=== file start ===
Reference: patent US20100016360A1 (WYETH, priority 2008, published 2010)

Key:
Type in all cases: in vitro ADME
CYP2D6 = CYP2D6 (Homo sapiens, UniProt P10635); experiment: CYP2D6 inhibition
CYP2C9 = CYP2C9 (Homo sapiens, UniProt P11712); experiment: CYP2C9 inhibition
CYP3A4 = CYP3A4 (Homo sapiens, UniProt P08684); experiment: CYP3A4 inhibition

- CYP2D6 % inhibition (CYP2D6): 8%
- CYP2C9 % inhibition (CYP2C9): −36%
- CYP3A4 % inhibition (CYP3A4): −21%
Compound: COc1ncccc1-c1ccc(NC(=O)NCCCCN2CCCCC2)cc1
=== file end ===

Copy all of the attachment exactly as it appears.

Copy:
Reference: patent US20100016360A1 (WYETH, priority 2008, published 2010)

Key:
Type in all cases: in vitro ADME
CYP2D6 = CYP2D6 (Homo sapiens, UniProt P10635); experiment: CYP2D6 inhibition
CYP2C9 = CYP2C9 (Homo sapiens, UniProt P11712); experiment: CYP2C9 inhibition
CYP3A4 = CYP3A4 (Homo sapiens, UniProt P08684); experiment: CYP3A4 inhibition

- CYP2D6 % inhibition (CYP2D6): 8%
- CYP2C9 % inhibition (CYP2C9): −36%
- CYP3A4 % inhibition (CYP3A4): −21%
Compound: COc1ncccc1-c1ccc(NC(=O)NCCCCN2CCCCC2)cc1